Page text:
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|Title:||Alternative spatial sampling in studies of plant demography: Consequences for estimates of population growth rate|
|Authors:||Fiske, Ian J.|
Bruna, Emilio M.
|metadata.dc.relation.ispartof:||Volume 207, Número 2, Pags. 213-225|
|Abstract:||Ecologists commonly use matrix models to study the population dynamics of plants. Most studies of plant demography use plot-based methods to collect data, in part, because mapped individuals are easier to relocate in subsequent surveys and survey methods can be standardized among sites. However, there is tremendous variation among studies, both in terms of plot arrangement and the total area sampled. In addition, there has been little discussion of how alternative sampling arrangements influence estimates of population growth rates (λ) calculated with matrix models. We surveyed the literature to determine what sampling designs are most used in studies of plant demography using matrix models. We then used simulations of three common sampling techniques-using a single randomly placed plot, multiple randomly placed plots, and systematically distributed plots-to evaluate how these alternative strategies influenced the precision of estimates of λ. These simulations were based on long-term demographic data collected on 13 populations of the Amazonian understory herb Heliconia acuminate (Heliconiaceae). We found that the method used to collect data did not affect the bias or precision of estimates in our system-a surprising result, since the advantage in efficiency that is gained from systematic sampling is a well-known result from sampling theory. Because the statistical advantage of systematic sampling is most evident when there is spatial structure in demographic vital rates, we attribute this result to the lack of spatially structured vital rates in our focal populations. Given the likelihood of spatial autocorrelation in most ecological systems, we advocate sampling with a systematic grid of plots in each study site, as well as that researchers ensure that enough area is sampled-both within and across sites-to encompass the range of spatial variation in plant survival, growth, and reproduction. © Springer Science+Business Media B.V. 2009.|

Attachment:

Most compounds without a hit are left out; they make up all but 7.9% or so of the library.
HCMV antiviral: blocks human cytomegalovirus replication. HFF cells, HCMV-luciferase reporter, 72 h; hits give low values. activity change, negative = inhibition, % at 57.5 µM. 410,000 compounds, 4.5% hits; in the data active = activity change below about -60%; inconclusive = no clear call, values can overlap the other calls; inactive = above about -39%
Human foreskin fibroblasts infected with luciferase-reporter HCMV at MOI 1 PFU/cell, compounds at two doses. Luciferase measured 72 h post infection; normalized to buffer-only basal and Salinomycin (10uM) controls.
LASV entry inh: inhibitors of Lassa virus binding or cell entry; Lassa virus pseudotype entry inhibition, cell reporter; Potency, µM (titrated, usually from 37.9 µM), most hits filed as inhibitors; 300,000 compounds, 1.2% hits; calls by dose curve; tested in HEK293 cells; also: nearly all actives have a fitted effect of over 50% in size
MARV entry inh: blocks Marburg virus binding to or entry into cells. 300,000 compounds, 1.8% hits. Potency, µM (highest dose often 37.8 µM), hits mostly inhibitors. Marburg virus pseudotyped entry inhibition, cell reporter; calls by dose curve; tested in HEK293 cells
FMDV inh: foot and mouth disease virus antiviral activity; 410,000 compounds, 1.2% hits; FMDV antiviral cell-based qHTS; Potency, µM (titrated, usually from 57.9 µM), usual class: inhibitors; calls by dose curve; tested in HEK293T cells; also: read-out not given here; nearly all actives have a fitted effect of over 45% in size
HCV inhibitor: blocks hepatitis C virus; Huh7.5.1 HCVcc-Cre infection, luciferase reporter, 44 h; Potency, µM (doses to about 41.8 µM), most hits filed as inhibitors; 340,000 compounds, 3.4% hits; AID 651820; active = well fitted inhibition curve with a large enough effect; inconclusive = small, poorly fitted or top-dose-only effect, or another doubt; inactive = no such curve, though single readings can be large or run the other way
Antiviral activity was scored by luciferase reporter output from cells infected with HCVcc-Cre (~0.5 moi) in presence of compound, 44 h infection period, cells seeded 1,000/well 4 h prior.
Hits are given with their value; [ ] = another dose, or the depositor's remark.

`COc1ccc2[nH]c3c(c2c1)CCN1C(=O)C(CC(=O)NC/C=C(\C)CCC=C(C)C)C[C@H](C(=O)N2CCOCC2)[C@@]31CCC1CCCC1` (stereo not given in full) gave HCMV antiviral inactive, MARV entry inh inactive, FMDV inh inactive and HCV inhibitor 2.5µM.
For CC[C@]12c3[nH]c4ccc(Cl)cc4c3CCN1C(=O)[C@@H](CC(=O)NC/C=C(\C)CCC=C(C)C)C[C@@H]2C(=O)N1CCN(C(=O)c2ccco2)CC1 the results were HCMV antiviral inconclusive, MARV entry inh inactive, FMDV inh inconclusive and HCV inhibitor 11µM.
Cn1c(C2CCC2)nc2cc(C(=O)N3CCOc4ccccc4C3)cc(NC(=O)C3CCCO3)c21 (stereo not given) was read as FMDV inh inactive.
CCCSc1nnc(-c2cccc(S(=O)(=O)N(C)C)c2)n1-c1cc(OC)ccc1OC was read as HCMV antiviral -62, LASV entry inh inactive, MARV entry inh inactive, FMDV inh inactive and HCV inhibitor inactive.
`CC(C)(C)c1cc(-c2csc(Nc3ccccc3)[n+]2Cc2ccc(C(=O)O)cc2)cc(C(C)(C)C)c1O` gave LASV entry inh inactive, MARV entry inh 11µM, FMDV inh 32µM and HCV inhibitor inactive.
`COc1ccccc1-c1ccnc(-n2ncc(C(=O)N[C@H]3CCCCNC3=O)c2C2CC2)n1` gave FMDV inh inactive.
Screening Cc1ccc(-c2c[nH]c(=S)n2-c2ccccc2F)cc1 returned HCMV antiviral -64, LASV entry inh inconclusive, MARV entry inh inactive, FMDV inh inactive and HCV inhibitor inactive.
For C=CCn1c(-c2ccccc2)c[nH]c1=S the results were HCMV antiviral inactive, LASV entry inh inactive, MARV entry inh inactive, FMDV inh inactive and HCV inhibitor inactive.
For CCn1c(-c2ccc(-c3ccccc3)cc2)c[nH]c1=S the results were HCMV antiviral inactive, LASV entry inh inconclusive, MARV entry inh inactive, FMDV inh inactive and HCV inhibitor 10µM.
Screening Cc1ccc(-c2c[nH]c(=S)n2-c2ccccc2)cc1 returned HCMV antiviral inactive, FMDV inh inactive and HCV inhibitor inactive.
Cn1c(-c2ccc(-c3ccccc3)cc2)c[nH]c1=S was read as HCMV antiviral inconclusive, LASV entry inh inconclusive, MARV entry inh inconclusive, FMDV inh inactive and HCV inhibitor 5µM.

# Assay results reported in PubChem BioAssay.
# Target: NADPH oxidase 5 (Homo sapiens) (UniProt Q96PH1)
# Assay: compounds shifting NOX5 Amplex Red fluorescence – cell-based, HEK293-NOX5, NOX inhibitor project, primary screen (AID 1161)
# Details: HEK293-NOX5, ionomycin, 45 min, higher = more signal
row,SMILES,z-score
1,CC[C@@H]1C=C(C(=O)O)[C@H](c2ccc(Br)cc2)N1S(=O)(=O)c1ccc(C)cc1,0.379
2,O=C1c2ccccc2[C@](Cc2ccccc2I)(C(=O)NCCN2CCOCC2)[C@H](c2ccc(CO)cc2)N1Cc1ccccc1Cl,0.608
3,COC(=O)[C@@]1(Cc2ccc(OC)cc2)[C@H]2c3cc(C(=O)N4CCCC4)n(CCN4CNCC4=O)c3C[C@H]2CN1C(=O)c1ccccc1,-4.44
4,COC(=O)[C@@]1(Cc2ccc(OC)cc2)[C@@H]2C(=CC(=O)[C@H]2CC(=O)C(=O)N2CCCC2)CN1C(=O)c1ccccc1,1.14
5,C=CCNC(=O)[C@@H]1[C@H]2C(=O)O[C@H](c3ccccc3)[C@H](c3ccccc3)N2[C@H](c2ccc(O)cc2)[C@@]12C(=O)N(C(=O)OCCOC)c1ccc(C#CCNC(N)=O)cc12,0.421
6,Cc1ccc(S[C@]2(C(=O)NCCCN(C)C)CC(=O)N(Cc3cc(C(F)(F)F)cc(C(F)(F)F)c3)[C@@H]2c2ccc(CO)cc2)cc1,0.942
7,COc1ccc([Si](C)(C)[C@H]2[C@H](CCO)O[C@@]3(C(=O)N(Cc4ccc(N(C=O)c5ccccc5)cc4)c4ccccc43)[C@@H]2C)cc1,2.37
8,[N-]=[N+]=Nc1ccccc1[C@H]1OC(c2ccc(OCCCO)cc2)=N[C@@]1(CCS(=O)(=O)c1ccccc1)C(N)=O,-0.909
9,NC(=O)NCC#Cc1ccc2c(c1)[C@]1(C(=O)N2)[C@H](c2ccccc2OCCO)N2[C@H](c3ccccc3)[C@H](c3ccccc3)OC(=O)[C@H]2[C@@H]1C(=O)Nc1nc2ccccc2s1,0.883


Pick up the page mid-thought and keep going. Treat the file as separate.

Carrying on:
|Appears in Collections:||Artigos|
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